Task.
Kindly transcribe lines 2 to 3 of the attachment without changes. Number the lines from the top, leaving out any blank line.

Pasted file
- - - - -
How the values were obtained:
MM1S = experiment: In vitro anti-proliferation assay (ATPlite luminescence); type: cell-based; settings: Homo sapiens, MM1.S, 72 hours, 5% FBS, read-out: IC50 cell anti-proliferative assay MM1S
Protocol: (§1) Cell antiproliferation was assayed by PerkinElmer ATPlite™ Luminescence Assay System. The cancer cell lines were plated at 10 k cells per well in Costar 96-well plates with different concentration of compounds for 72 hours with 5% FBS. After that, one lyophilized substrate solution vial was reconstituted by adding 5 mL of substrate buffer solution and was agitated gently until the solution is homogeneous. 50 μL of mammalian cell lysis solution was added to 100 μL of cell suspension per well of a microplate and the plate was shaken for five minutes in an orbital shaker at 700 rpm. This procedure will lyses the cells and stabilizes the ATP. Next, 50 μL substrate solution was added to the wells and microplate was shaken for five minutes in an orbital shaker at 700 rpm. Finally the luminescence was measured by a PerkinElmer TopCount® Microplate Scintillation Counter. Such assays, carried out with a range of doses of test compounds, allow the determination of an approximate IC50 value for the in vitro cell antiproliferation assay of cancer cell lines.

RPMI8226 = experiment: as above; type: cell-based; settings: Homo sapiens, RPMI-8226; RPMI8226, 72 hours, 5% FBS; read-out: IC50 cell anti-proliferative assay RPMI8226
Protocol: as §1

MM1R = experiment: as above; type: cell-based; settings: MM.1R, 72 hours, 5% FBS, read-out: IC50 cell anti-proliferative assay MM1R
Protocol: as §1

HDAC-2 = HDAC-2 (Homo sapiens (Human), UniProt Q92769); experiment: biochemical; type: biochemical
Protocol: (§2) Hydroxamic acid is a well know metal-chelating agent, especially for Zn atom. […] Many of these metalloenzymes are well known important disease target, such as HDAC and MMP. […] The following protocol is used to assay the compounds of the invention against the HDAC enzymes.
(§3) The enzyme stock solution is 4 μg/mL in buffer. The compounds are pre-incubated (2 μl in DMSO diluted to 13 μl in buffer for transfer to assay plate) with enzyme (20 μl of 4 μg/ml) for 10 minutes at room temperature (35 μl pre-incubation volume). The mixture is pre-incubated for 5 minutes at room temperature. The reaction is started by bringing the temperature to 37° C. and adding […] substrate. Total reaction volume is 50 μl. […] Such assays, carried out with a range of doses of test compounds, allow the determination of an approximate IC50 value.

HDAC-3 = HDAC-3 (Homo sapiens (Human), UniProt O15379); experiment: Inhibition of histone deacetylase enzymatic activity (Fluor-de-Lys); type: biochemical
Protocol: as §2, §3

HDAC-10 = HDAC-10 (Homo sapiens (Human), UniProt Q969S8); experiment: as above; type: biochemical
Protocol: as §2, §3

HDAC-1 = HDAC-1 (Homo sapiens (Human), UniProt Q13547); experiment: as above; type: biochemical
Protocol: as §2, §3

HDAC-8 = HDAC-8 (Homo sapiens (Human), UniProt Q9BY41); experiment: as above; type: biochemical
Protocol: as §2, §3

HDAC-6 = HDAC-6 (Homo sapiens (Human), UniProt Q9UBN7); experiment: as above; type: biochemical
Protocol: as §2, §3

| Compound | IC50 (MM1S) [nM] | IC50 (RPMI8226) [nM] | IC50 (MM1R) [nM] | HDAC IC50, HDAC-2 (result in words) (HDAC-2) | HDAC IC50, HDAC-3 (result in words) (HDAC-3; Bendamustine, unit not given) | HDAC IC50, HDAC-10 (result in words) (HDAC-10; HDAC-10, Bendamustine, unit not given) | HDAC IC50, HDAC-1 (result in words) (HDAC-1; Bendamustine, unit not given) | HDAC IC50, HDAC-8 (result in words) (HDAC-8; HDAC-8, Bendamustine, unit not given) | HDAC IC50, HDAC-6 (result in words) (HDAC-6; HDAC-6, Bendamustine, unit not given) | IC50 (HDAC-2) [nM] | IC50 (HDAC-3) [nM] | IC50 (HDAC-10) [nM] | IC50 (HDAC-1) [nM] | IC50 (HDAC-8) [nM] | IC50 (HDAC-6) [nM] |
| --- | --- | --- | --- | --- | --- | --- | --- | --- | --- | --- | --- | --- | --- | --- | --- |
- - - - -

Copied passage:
MM1S = experiment: In vitro anti-proliferation assay (ATPlite luminescence); type: cell-based; settings: Homo sapiens, MM1.S, 72 hours, 5% FBS, read-out: IC50 cell anti-proliferative assay MM1S
Protocol: (§1) Cell antiproliferation was assayed by PerkinElmer ATPlite™ Luminescence Assay System. The cancer cell lines were plated at 10 k cells per well in Costar 96-well plates with different concentration of compounds for 72 hours with 5% FBS. After that, one lyophilized substrate solution vial was reconstituted by adding 5 mL of substrate buffer solution and was agitated gently until the solution is homogeneous. 50 μL of mammalian cell lysis solution was added to 100 μL of cell suspension per well of a microplate and the plate was shaken for five minutes in an orbital shaker at 700 rpm. This procedure will lyses the cells and stabilizes the ATP. Next, 50 μL substrate solution was added to the wells and microplate was shaken for five minutes in an orbital shaker at 700 rpm. Finally the luminescence was measured by a PerkinElmer TopCount® Microplate Scintillation Counter. Such assays, carried out with a range of doses of test compounds, allow the determination of an approximate IC50 value for the in vitro cell antiproliferation assay of cancer cell lines.